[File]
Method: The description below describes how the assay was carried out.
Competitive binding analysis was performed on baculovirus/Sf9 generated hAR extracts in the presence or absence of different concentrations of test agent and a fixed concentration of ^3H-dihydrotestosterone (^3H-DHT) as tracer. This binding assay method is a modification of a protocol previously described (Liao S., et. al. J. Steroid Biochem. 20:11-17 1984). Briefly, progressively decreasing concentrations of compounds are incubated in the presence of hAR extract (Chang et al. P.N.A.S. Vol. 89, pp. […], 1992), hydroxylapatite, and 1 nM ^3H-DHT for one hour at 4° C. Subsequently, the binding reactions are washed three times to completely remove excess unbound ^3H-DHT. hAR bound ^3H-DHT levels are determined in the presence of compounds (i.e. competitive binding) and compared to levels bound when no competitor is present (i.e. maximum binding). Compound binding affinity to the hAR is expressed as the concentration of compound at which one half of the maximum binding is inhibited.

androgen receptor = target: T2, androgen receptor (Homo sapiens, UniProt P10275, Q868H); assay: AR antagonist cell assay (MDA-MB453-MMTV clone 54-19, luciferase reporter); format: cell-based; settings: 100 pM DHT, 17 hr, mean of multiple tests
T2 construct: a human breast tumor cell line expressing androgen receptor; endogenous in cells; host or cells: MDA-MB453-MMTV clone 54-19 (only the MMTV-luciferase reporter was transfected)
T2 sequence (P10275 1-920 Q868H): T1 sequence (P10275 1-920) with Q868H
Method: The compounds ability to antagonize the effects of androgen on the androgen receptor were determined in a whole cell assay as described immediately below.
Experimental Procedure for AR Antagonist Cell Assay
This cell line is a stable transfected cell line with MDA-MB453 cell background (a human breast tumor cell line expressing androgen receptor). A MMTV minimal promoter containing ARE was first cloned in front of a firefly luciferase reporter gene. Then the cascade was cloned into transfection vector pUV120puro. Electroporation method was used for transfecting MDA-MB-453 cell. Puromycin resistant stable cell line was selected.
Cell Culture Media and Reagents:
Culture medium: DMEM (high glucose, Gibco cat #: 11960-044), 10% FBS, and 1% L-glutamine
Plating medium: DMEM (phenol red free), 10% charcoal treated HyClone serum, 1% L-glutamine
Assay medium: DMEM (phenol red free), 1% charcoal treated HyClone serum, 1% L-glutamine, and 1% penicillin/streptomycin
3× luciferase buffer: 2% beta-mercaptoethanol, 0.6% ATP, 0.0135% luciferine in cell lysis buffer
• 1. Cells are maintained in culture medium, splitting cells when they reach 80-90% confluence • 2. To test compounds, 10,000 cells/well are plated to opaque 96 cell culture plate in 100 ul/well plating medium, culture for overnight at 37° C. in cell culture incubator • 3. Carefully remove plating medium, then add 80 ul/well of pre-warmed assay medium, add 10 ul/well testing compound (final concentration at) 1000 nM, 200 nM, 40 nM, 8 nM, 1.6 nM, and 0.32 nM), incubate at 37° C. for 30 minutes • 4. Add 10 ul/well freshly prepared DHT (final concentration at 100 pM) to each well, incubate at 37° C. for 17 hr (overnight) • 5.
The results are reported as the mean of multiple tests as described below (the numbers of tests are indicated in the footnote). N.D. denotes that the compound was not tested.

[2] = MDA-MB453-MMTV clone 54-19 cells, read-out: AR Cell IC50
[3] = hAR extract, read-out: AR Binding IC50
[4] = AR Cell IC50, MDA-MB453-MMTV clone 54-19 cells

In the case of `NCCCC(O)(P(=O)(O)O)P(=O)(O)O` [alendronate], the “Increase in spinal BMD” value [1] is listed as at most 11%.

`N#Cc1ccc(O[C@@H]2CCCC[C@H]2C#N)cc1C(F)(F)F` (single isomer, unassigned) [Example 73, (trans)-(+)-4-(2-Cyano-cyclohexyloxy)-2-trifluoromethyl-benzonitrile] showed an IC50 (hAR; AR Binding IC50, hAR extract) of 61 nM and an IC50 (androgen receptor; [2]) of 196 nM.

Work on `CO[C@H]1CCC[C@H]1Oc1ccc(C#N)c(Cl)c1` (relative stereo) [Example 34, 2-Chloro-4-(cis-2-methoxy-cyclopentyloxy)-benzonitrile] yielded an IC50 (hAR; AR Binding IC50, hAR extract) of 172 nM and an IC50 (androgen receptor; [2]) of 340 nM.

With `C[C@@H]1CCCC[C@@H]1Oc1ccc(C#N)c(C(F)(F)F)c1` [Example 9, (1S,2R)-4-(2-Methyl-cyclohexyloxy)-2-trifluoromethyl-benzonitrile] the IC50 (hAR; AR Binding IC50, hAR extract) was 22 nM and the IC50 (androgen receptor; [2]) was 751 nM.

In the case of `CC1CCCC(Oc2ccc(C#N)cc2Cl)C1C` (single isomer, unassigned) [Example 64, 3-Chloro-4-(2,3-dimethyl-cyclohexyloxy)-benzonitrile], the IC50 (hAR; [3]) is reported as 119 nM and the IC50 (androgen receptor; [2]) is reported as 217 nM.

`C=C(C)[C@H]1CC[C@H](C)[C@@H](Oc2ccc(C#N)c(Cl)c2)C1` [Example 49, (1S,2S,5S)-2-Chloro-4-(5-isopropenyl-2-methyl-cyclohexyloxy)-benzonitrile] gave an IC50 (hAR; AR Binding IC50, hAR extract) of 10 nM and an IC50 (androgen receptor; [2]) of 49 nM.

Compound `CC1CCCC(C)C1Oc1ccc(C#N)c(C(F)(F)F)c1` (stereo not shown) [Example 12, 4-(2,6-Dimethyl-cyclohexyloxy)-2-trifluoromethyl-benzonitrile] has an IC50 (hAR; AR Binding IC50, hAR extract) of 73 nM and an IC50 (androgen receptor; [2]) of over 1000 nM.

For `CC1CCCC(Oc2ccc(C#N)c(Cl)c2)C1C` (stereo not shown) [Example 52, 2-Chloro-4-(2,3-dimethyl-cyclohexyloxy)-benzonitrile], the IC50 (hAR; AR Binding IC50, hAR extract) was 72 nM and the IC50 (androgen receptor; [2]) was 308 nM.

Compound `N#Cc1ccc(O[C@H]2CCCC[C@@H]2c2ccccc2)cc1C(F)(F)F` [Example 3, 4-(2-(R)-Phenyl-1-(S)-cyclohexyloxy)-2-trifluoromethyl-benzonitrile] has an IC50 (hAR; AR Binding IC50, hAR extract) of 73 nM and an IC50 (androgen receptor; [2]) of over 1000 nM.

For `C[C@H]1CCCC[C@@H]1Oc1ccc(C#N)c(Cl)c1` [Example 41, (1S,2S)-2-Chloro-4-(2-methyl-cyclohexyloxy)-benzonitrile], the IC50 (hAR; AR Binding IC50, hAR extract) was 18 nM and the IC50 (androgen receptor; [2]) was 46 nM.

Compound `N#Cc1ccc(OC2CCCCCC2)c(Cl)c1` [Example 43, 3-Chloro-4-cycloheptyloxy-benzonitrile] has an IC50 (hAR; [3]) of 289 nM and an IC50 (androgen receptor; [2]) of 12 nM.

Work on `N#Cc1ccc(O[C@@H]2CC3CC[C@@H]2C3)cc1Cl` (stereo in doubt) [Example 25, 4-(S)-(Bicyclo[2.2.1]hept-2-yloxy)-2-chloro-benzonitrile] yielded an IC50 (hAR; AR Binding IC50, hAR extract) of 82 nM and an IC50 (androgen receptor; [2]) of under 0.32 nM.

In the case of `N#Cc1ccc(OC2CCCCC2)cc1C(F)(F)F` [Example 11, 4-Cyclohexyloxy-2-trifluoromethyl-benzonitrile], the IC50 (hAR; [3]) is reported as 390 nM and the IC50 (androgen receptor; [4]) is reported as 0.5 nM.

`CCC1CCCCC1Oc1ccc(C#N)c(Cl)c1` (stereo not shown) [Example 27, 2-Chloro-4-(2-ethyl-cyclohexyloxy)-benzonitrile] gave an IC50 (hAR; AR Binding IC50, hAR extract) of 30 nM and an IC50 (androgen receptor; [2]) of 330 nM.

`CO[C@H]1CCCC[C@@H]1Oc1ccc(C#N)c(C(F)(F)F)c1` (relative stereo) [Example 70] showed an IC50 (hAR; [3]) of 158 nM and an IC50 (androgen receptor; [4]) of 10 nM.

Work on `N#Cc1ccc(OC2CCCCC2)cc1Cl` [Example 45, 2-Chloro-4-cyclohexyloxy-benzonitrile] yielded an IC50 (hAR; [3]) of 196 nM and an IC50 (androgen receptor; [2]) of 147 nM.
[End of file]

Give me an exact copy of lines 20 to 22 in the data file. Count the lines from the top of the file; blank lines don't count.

`N#Cc1ccc(O[C@@H]2CCCC[C@H]2C#N)cc1C(F)(F)F` (single isomer, unassigned) [Example 73, (trans)-(+)-4-(2-Cyano-cyclohexyloxy)-2-trifluoromethyl-benzonitrile] showed an IC50 (hAR; AR Binding IC50, hAR extract) of 61 nM and an IC50 (androgen receptor; [2]) of 196 nM.

Work on `CO[C@H]1CCC[C@H]1Oc1ccc(C#N)c(Cl)c1` (relative stereo) [Example 34, 2-Chloro-4-(cis-2-methoxy-cyclopentyloxy)-benzonitrile] yielded an IC50 (hAR; AR Binding IC50, hAR extract) of 172 nM and an IC50 (androgen receptor; [2]) of 340 nM.

With `C[C@@H]1CCCC[C@@H]1Oc1ccc(C#N)c(C(F)(F)F)c1` [Example 9, (1S,2R)-4-(2-Methyl-cyclohexyloxy)-2-trifluoromethyl-benzonitrile] the IC50 (hAR; AR Binding IC50, hAR extract) was 22 nM and the IC50 (androgen receptor; [2]) was 751 nM.